The threat is very real, the Southerners hate the Northerners with a vengeance, and no telling what the recriminations will be, especially if John Garang’s death was an assassination ordered by Khartoum. Only three weeks had passed with Dr. Garang’s appointment as Sudan’s Vice-President in a landmark peace treaty cum power-sharing agreement with Bashir's government. The motive was definitely there. Why share power when you can suck that Black Gold out in wanton abandon rather than share it with the infidel Christians?

The capital, being a thousand kilometers away, is served only by an air charter service provided by our client. The dusty airfield (well, it gets muddy if it rains, which is often) is about 30 kilometers away, so I needed to contact my bosses in Khartoum to get the client to send in the twin-propeller Beechcraft.

I later found out that all civilian aircraft in Khartoum was grounded.

I went inside the container office and grabbed the ‘Thuraya’ satellite phone. My hands were shaking, and I even failed to notice that the pick-up was bereft of packed bread and beans. Worse, I also ignored my gnawing hunger. I quickly scrolled down the address list and hit ‘Call’.

“Come on, pick it up”, I cursed under my breath. A few attempts later my boss’s high-pitched wail crackled in. He tried to hide the panic in his voice as he explained that he was holed up in so-and-so apartment, and that the office would be closed until further notice. Martial law was already declared, and he dared not even go back to his apartment as the news reports there said his part of town was the worst affected. They were already deaths in Khartoum. Yes, yes, I know all that, I replied, but he quickly hung up.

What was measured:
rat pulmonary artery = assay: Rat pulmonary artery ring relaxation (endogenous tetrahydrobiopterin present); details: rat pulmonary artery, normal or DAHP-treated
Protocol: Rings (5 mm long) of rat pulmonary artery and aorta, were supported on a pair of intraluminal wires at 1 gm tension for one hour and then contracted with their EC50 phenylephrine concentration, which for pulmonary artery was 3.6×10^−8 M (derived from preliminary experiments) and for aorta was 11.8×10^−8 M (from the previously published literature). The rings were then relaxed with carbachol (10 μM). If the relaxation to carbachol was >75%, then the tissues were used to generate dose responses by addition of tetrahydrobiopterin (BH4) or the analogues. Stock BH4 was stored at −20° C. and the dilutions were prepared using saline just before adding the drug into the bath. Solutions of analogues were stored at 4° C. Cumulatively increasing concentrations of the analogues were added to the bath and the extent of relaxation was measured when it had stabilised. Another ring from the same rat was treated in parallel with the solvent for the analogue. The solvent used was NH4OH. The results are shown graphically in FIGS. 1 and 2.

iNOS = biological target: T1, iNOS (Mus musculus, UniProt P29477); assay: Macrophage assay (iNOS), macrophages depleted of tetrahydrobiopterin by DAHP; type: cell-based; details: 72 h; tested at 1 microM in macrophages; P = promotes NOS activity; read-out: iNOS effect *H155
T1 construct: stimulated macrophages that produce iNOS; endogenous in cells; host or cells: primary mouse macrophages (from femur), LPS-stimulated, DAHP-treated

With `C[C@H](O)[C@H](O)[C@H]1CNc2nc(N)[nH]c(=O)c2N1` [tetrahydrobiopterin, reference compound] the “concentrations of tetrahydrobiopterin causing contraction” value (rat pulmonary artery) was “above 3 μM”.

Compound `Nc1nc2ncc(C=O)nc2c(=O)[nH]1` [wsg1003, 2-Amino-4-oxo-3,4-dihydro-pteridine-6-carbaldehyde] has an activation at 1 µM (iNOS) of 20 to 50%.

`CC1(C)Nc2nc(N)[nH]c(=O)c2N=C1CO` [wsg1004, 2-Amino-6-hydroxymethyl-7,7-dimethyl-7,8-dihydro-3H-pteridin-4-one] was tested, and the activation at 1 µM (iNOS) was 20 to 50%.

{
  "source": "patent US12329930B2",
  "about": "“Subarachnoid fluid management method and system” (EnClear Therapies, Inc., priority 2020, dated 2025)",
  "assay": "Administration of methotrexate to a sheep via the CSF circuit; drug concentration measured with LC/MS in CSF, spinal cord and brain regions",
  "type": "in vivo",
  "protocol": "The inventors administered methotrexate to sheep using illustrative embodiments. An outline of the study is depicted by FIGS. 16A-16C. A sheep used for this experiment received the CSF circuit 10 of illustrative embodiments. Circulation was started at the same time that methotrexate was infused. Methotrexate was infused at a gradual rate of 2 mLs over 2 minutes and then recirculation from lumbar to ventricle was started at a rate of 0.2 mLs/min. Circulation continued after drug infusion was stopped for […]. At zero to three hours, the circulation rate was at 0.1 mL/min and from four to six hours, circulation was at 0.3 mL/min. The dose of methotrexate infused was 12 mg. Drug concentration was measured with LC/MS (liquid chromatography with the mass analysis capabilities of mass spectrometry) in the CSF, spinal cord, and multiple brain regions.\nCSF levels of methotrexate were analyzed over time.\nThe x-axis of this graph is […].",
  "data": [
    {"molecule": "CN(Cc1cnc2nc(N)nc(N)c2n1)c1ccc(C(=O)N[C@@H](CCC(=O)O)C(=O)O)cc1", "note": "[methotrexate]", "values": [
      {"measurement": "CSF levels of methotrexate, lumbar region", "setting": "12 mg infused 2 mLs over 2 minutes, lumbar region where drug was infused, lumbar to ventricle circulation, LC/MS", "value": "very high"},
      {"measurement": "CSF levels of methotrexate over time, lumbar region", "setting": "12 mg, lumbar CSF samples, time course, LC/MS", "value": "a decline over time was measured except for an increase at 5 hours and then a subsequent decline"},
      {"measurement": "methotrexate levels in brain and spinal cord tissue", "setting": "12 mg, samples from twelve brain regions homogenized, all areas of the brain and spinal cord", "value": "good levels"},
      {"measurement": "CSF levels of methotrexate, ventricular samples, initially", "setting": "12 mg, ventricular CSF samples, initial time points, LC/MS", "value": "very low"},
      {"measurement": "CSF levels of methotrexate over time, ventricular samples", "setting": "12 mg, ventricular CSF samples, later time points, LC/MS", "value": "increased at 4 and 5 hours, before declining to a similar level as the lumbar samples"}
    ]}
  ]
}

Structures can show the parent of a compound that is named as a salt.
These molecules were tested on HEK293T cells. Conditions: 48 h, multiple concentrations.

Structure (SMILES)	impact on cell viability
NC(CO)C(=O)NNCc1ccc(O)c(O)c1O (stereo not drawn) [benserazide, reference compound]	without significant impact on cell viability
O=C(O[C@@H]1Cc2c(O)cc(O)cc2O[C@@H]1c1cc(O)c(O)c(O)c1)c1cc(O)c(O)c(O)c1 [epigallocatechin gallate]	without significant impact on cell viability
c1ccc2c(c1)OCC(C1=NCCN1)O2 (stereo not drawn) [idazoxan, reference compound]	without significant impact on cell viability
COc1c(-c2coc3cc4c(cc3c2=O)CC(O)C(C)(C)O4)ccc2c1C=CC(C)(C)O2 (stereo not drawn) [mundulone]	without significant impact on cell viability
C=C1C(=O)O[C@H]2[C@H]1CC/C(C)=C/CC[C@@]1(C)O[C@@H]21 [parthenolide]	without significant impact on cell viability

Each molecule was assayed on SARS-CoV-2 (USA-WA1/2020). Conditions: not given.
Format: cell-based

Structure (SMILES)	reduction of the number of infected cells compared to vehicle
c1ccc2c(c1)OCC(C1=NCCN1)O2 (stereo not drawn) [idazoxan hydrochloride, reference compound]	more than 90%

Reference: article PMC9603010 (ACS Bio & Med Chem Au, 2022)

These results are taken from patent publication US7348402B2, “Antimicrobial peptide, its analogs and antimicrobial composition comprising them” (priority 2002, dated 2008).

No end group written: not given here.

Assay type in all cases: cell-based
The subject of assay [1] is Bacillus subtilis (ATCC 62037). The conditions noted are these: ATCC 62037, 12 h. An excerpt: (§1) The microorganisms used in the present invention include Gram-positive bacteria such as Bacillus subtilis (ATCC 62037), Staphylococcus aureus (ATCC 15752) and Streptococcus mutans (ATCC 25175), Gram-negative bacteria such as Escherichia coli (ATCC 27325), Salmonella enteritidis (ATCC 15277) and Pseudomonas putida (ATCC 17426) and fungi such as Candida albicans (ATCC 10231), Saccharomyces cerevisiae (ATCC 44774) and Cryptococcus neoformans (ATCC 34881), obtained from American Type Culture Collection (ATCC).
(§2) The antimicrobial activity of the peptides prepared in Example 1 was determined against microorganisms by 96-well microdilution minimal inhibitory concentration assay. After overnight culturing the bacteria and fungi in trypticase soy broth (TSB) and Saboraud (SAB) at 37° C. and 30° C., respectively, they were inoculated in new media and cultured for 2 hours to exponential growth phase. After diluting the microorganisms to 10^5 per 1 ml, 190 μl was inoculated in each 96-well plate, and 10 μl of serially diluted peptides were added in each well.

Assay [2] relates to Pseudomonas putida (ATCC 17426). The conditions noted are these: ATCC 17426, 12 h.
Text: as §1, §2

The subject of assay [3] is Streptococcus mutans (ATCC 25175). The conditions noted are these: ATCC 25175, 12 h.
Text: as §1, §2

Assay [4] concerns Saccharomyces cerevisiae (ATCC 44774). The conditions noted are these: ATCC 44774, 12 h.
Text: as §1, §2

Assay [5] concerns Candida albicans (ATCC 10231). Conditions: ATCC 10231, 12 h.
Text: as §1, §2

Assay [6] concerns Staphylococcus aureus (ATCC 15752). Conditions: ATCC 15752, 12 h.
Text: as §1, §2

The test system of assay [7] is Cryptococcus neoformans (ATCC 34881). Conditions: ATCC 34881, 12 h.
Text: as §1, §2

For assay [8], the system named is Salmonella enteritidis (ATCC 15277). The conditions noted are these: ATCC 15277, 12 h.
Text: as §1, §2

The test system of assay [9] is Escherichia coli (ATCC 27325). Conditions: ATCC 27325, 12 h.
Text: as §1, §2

He was holed with three families with crying spouses and infants in that so-and-so’s apartment meant for just one family. He was also having tough time, he claimed, and if that was an understatement, I don’t know what is.

In effect, he more or less told me I was on my own. Time to take the bull by the horns, I muttered to myself.

Moslems versus Christians, North versus South.

To be honest, flashes of scenes of the gated community I lived in Bolehsia did pass by me; scenes of my then twelve-year old and four-year old boy happily playing in the park straddling an odd-sounding place called The Curve. And my darling and eternally suffering wife, coming home from work, stopping at the park to take the boys home. Never in wildest dreams did I consider not being able to see them again.

The workers on the rig, being mostly of the Southern Christian variety, a sub-Dinka tribe that Garang belonged to, were all ready to revolt. This was after all, their territory.

Drilling was suspended, as the roughnecks refused to go the rig floor. Ciprian and I climbed up to the floor to see if we can double-handedly continue the drilling operations. But the headlights of a familiar pick-up bearing the SPLA sub-commander was making its way to our site, replete with a heavy caliber machine gun looming menacingly in the rear, causing us stop mid-way up.

I knew the sub-commander would be looking for me.

The reason we had a 'relationship' going was because I had a portable satellite phone. Indeed, a most valuable commodity in the bushes of Africa. And he was probably just as lost as I was and needed to find out from his rebel commanders up the hierarchy as to who would fill Dr. Garang’s big shoes. And what the next course of action will be. Slaughter all the foreigners on the rig, perhaps? How about holding them hostage for hard currency?

In the course of our ‘friendship’, Commander Johnson as he liked to be called, had many times been at liberty of sampling my cigarettes and whisky (ho, ho the latter is used a ‘bargaining chip’), and the dollar-a-minute phone of course. Not too mention the tons of bottled mineral water for his goons.

The Commander's goons goofing off...

Commander Johnson, in my book, is one of the good guys. My bleeding heart will always give ANYBODY the benefit of the doubt, even if they were to show up with rifles and side-arms.

After having spent some time picking his brains in the past, I came to the conclusion that indeed, the SPLA rebels had a valid grouse against the government (read: Moslems in Khartoum). I not only sympathized with the rebels, but also grew to view the government in Sudan with distaste, much like I view the government in Bolehsia.